This year, Flint and a proposed $720 million debt restructuring of Detroit Public Schools are dominating funding talks, though neither issue is expected to siphon money away from Pure Michigan, said state Rep. Al Pscholka, chairman of the House Appropriations Committee.
Snyder’s executive budget proposed leaving Pure Michigan funding flat at $33 million in 2017.
“I’m not advocating for any reduction to Pure Michigan,” Pscholka, R-Stevensville, told Crain’s. “Generally, I know in the House there’s a lot of support for Pure Michigan. A lot of it’s going to depend on fiscally where we’re at, because we do have some challenges.”
Economic development agencies across Michigan say they have not noticed any real loss of business interest because of Flint, though in some cases they are working harder to sell the state to prospective companies.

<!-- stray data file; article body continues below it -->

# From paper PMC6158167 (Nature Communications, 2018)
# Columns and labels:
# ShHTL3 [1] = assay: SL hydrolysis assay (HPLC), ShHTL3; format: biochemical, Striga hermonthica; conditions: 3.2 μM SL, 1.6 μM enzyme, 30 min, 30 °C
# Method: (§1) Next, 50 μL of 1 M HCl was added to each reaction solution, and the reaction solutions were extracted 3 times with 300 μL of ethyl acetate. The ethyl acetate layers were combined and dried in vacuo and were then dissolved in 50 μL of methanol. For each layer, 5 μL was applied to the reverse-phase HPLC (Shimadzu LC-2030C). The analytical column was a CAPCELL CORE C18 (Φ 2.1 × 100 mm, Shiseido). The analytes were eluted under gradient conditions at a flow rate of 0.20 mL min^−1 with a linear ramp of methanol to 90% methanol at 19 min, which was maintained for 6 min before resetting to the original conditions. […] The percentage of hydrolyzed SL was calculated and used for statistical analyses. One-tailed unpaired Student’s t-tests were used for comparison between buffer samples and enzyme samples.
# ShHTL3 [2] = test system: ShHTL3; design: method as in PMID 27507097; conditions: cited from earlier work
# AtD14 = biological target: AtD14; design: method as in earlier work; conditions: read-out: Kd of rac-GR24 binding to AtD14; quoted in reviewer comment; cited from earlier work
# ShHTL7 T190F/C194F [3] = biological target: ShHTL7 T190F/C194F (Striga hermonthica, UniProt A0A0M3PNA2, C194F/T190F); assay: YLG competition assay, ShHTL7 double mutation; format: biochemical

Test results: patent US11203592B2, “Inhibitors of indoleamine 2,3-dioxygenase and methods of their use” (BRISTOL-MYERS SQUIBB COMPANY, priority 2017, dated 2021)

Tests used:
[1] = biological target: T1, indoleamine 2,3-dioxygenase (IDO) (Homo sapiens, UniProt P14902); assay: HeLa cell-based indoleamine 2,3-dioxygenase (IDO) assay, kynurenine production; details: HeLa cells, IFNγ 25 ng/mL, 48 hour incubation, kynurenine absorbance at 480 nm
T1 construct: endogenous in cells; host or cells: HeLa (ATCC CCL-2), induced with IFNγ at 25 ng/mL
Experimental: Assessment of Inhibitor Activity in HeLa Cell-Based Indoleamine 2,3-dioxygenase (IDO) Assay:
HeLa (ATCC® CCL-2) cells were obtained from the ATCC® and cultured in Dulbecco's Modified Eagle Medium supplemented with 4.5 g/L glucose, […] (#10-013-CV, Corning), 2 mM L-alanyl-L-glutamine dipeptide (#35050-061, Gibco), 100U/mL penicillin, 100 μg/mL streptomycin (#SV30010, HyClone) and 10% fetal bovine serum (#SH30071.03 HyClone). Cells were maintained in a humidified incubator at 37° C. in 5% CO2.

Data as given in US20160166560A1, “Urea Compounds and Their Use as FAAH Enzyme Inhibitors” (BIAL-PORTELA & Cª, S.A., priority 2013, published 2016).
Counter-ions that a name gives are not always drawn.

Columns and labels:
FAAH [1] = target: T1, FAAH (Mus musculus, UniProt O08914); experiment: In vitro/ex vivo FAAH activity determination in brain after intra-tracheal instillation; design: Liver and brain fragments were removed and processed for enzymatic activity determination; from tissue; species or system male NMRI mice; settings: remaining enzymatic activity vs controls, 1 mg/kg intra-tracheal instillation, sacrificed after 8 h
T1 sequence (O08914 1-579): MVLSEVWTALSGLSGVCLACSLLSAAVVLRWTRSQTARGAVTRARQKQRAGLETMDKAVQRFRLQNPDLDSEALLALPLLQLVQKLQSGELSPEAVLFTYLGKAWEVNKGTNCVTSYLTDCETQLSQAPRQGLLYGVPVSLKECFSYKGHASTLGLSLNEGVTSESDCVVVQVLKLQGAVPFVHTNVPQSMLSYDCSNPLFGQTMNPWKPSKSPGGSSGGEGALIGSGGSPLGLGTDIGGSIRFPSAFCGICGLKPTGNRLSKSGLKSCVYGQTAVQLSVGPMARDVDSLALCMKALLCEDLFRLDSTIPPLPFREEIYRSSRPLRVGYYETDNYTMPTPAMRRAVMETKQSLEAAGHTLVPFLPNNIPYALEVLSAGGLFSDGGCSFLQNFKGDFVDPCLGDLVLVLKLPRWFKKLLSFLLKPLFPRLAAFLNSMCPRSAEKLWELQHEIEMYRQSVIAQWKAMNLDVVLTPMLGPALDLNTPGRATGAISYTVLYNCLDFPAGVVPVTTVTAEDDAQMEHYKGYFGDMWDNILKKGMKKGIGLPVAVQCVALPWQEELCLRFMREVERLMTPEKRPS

In Kalamazoo, where Ron Kitchens’ team at Southwest Michigan First can talk with as many as 230 site consultants over the course of a year, they now are making roughly three times as many phone calls to companies and site selectors telling them not to discount Michigan in their location search.
Deals are in the pipeline, he said, but he doesn’t know how many will close.
“We’re about selling the whole state. So when the water crisis broke, when the Detroit Public Schools hit the national news, there was a palpable gasp,” said Kitchens, CEO of the regional economic development organization.
“I don’t think it’s any intentional redlining,” he said. “I just think when people are in crisis, states are in crisis or regions are in crisis, the human reaction is not to run to the fire.”
Marketing vs. sales